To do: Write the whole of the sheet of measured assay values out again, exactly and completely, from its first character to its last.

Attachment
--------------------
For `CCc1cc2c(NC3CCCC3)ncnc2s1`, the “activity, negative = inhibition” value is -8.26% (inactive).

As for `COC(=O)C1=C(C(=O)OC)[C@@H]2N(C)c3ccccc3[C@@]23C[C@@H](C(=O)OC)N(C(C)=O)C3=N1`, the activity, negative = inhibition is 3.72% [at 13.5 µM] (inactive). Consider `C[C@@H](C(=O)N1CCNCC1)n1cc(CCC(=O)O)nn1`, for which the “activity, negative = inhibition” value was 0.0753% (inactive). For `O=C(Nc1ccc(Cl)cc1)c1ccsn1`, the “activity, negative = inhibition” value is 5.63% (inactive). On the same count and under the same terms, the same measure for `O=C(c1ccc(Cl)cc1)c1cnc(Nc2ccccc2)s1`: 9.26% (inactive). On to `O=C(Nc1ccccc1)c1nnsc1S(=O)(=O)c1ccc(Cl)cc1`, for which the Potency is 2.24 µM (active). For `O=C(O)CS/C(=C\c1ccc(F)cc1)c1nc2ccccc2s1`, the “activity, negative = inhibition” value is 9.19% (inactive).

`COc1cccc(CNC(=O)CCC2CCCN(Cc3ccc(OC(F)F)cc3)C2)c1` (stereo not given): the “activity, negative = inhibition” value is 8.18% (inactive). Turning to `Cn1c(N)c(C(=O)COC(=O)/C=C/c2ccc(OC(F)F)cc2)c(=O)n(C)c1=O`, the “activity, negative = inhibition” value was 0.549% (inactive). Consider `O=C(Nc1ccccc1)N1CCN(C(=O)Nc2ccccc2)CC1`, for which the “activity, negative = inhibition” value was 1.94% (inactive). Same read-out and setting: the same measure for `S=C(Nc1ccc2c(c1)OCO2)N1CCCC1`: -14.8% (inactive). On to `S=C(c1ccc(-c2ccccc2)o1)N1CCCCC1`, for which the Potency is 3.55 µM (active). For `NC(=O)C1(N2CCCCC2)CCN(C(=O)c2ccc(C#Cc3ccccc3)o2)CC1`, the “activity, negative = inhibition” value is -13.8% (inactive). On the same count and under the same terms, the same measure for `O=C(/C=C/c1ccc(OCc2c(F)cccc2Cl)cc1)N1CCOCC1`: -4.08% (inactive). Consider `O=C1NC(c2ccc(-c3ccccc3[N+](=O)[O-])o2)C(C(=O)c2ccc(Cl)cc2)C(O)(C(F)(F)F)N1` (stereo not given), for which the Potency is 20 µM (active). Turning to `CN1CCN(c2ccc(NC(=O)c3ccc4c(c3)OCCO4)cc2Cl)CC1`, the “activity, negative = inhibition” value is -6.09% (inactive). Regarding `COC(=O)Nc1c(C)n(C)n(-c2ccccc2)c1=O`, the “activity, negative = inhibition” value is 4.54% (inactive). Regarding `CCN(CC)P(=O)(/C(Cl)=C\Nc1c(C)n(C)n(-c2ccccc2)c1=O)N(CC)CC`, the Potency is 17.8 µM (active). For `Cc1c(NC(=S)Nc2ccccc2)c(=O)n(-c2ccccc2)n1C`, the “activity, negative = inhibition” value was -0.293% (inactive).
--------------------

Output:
For `CCc1cc2c(NC3CCCC3)ncnc2s1`, the “activity, negative = inhibition” value is -8.26% (inactive).

As for `COC(=O)C1=C(C(=O)OC)[C@@H]2N(C)c3ccccc3[C@@]23C[C@@H](C(=O)OC)N(C(C)=O)C3=N1`, the activity, negative = inhibition is 3.72% [at 13.5 µM] (inactive). Consider `C[C@@H](C(=O)N1CCNCC1)n1cc(CCC(=O)O)nn1`, for which the “activity, negative = inhibition” value was 0.0753% (inactive). For `O=C(Nc1ccc(Cl)cc1)c1ccsn1`, the “activity, negative = inhibition” value is 5.63% (inactive). On the same count and under the same terms, the same measure for `O=C(c1ccc(Cl)cc1)c1cnc(Nc2ccccc2)s1`: 9.26% (inactive). On to `O=C(Nc1ccccc1)c1nnsc1S(=O)(=O)c1ccc(Cl)cc1`, for which the Potency is 2.24 µM (active). For `O=C(O)CS/C(=C\c1ccc(F)cc1)c1nc2ccccc2s1`, the “activity, negative = inhibition” value is 9.19% (inactive).

`COc1cccc(CNC(=O)CCC2CCCN(Cc3ccc(OC(F)F)cc3)C2)c1` (stereo not given): the “activity, negative = inhibition” value is 8.18% (inactive). Turning to `Cn1c(N)c(C(=O)COC(=O)/C=C/c2ccc(OC(F)F)cc2)c(=O)n(C)c1=O`, the “activity, negative = inhibition” value was 0.549% (inactive). Consider `O=C(Nc1ccccc1)N1CCN(C(=O)Nc2ccccc2)CC1`, for which the “activity, negative = inhibition” value was 1.94% (inactive). Same read-out and setting: the same measure for `S=C(Nc1ccc2c(c1)OCO2)N1CCCC1`: -14.8% (inactive). On to `S=C(c1ccc(-c2ccccc2)o1)N1CCCCC1`, for which the Potency is 3.55 µM (active). For `NC(=O)C1(N2CCCCC2)CCN(C(=O)c2ccc(C#Cc3ccccc3)o2)CC1`, the “activity, negative = inhibition” value is -13.8% (inactive). On the same count and under the same terms, the same measure for `O=C(/C=C/c1ccc(OCc2c(F)cccc2Cl)cc1)N1CCOCC1`: -4.08% (inactive). Consider `O=C1NC(c2ccc(-c3ccccc3[N+](=O)[O-])o2)C(C(=O)c2ccc(Cl)cc2)C(O)(C(F)(F)F)N1` (stereo not given), for which the Potency is 20 µM (active). Turning to `CN1CCN(c2ccc(NC(=O)c3ccc4c(c3)OCCO4)cc2Cl)CC1`, the “activity, negative = inhibition” value is -6.09% (inactive). Regarding `COC(=O)Nc1c(C)n(C)n(-c2ccccc2)c1=O`, the “activity, negative = inhibition” value is 4.54% (inactive). Regarding `CCN(CC)P(=O)(/C(Cl)=C\Nc1c(C)n(C)n(-c2ccccc2)c1=O)N(CC)CC`, the Potency is 17.8 µM (active). For `Cc1c(NC(=S)Nc2ccccc2)c(=O)n(-c2ccccc2)n1C`, the “activity, negative = inhibition” value was -0.293% (inactive).